Two months ago I wrote about the University of Texas’s attempts to delay the final reckoning from the Supreme Court’s near‐unanimous ruling in the Fisher case that public institutions must overcome a high constitutional bar when they use race in admissions decisions. Courts must make “a careful judicial inquiry into whether a university could achieve sufficient diversity without using racial classifications.”
“The university must prove,” Justice Kennedy wrote for the 7‐justice majority, “that the means chosen by the university to attain diversity are narrowly tailored.” Far from attempting to prove that, however, UT‐Austin is playing lawyer games and trying to re‐litigate previously decided procedural issues.
But at least UT‐Austin recognizes that its back is against the wall. The Obama administration, for its part, is pretending that nothing has changed, that colleges can continue discriminating based on skin color to achieve their elusive “diversity.”
On Friday, the federal Justice and Education Departments issued a joint “guidance” on the meaning of Fisher v. UT‐Austin. This advice, consisting of a platitudinal cover letter and a superficial Q & A. The government’s position, remarkably, is that Fisher simply reaffirmed 2003’s ruling in Grutter v. Bollinger, which held that educational diversity could be a compelling interest that justified racial preferences at the University of Michigan. “Run along, nothing to see here,” the various civil‐rights‐division bureaucrats seem to say, “the Supreme Court just vacated the lower court’s decision because it didn’t check all the procedural boxes.
To say that the government is being disingenuous here would be like saying that Ted Cruz has a mild distaste for Obamacare. As Richard Kahlenberg comments at the blog of The Chronicle of Higher Education:
This reading of the two Supreme Court cases as essentially identical would presumably be surprising to the justices of the court. Five Supreme Court justices participated in both Grutter and Fisher, yet four of them switched sides in the two cases. Justices Anthony M. Kennedy, Antonin Scalia, and Clarence Thomas dissented in Grutter, in part because universities were not made to demonstrate that race‐neutral strategies were insufficient to produce racial diversity, yet those justices were in the majority in Fisher.
Meanwhile, Justice Ruth Bader Ginsburg switched in the other direction, from the majority in Grutter to the dissent in Fisher. Her dissent complained that the majority would push universities to adopt race‐neutral strategies like Texas’ top 10‐percent plan, which she viewed as disingenuous. (Justice Stephen G. Breyer, alone, was in the majority in both cases.)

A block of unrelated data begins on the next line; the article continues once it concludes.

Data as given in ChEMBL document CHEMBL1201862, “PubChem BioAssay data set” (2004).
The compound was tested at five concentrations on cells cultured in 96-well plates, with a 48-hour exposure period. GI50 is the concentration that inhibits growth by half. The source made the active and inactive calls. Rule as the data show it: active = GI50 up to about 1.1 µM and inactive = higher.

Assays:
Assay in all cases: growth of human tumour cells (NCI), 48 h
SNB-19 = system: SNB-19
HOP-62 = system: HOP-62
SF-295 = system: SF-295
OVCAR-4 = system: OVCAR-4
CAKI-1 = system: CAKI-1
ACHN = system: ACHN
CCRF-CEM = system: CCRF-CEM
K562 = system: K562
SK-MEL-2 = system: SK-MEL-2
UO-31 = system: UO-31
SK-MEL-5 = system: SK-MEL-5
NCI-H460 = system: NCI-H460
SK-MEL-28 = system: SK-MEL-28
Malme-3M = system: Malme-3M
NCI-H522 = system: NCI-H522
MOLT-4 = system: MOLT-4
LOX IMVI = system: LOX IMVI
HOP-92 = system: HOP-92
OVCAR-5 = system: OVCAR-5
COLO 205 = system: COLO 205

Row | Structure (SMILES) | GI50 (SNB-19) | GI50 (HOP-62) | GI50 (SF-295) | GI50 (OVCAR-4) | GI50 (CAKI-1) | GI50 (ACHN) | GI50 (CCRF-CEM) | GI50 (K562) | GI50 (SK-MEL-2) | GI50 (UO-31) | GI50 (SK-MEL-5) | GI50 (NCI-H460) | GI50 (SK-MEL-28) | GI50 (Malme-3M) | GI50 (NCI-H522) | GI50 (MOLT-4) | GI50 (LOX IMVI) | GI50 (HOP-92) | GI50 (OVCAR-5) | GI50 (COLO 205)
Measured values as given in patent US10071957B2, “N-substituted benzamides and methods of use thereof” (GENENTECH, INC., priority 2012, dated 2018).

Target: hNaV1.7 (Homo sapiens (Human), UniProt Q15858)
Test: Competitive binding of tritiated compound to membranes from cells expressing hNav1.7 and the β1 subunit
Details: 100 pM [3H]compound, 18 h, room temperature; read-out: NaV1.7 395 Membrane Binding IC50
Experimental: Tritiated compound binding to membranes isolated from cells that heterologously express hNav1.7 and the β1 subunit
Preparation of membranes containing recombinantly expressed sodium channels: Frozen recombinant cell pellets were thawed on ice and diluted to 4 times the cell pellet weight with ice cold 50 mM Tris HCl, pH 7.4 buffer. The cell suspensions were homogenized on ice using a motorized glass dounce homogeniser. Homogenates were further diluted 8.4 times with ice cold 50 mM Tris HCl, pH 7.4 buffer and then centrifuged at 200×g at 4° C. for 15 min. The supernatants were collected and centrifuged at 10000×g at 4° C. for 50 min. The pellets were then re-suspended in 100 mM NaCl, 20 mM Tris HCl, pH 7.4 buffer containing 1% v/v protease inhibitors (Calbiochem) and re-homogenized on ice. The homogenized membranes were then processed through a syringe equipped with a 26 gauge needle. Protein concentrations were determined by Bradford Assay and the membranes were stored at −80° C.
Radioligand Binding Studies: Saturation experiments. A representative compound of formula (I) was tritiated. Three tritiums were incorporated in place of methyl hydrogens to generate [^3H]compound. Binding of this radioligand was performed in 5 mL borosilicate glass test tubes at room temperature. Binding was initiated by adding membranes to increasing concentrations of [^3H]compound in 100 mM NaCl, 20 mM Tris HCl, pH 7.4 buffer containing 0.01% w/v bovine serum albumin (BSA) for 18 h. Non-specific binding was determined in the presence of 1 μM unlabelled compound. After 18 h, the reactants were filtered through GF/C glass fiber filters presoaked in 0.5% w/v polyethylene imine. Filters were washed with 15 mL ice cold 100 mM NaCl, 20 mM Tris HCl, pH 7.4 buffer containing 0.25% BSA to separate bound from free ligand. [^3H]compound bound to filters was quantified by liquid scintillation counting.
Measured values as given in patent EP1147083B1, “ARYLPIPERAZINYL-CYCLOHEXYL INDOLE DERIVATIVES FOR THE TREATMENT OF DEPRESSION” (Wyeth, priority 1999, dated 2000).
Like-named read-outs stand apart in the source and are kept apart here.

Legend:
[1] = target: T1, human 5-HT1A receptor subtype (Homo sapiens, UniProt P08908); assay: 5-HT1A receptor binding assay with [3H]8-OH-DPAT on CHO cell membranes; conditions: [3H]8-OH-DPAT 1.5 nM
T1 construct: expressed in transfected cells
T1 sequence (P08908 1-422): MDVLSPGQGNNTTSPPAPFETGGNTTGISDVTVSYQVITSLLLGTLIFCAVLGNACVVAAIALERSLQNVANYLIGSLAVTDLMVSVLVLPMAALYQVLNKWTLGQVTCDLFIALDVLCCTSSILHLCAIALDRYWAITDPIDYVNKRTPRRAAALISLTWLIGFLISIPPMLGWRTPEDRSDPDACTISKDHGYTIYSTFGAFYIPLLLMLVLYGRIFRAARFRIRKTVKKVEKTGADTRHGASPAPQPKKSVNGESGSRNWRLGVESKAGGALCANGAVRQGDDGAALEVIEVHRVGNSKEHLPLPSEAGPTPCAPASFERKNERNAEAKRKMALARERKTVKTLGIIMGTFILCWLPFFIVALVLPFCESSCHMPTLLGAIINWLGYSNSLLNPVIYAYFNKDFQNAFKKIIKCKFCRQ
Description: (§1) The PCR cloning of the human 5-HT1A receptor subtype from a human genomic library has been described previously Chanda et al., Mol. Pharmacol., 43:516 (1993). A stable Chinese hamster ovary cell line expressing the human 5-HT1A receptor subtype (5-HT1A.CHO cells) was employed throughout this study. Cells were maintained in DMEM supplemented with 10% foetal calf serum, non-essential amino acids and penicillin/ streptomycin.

Moreover, the government is green‐lighting any and all diversity initiatives rather than giving actual guidance about how to survive the legal minefield that administrators now inhabit. As Roger Clegg put it at National Review Online:
The fact is that this guidance is designed not to help schools follow the law, but to push them to adopt dubious race‐based policies that the Supreme Court has warned against, and that have prompted lawsuits in the past, but that the Obama administration and its political allies stubbornly support. The whole tone of the new guidance is to offer encouragement to schools that want to engage in racial and ethnic discrimination: The administration promises that it “will continue to be a resource” for such schools.
It is as if the FBI offered eager encouragement to state and local police that wanted to engage in racial profiling without violating the law. Whether such discrimination may sometimes be legally permissible or not, why should the federal government issue a document the tone of which is not a stern warning about the many legal pitfalls, but cheerful encouragement to the police to do as much of it as they can get away with? Why urge schools to get as close to the legal line as they can, when it is unnecessary and bad policy for them to approach it at all?
In short, the government not only pretends that the Supreme Court didn’t mean what it said, but is encouraging college officials in their massive resistance to yet another Supreme Court ruling on civil rights. These actions enable the type of “holistic” racial balancing that results in greater racial‐achievement gaps than illegal quotas ever did. Racial preferences today, racial preferences tomorrow, racial preferences forever.
It would be comical if it weren’t so sad — and if it weren’t backed by the full force of the nation’s chief law enforcement officers.